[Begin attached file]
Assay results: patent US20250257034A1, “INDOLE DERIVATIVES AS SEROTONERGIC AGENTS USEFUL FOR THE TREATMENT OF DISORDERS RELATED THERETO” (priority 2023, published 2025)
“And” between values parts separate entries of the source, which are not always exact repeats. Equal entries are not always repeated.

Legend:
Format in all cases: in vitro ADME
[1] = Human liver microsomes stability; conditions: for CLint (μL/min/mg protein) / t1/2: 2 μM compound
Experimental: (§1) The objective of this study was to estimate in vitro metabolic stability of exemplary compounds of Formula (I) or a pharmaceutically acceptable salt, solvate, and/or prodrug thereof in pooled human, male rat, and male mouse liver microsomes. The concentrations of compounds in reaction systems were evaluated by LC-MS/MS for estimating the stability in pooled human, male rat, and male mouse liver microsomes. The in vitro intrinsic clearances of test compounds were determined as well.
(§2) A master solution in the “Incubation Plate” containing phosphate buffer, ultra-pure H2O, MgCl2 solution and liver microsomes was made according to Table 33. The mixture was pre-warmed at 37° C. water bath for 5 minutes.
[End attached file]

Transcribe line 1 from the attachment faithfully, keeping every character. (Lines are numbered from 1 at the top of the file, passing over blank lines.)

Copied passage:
Assay results: patent US20250257034A1, “INDOLE DERIVATIVES AS SEROTONERGIC AGENTS USEFUL FOR THE TREATMENT OF DISORDERS RELATED THERETO” (priority 2023, published 2025)